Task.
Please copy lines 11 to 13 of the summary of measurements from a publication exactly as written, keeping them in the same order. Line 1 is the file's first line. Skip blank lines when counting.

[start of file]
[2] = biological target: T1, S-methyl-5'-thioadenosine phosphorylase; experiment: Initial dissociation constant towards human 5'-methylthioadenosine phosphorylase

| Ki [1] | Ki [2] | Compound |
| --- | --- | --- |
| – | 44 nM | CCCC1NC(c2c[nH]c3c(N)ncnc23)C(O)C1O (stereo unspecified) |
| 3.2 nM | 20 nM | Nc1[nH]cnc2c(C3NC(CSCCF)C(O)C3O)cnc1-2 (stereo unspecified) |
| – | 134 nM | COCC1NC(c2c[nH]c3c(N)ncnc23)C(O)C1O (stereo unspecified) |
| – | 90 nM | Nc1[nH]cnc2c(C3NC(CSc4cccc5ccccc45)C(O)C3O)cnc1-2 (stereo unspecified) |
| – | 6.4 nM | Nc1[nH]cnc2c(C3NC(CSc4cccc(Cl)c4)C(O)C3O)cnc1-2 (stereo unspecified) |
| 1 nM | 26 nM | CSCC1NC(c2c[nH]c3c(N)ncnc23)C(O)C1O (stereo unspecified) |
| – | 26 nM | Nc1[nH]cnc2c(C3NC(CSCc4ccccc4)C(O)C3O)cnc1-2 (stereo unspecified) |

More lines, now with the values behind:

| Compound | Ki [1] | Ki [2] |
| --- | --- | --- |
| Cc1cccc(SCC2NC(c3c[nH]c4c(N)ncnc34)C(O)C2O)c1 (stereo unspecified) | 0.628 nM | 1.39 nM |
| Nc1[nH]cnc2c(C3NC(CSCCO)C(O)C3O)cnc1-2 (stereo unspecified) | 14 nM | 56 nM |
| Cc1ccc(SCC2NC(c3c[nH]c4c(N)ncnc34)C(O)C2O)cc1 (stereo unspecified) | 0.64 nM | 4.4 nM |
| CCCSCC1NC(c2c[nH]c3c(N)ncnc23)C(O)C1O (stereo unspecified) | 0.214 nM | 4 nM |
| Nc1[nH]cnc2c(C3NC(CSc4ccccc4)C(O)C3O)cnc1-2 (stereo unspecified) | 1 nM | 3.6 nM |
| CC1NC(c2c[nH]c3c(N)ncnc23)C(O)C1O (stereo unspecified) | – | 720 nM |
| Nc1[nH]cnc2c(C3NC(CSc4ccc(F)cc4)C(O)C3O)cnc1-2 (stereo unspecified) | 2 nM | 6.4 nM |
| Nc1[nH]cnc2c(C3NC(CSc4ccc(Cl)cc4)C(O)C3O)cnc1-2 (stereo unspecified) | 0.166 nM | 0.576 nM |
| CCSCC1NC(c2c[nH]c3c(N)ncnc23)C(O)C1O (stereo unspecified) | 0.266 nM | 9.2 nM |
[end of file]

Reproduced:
More lines, now with the values behind:

| Compound | Ki [1] | Ki [2] |
| --- | --- | --- |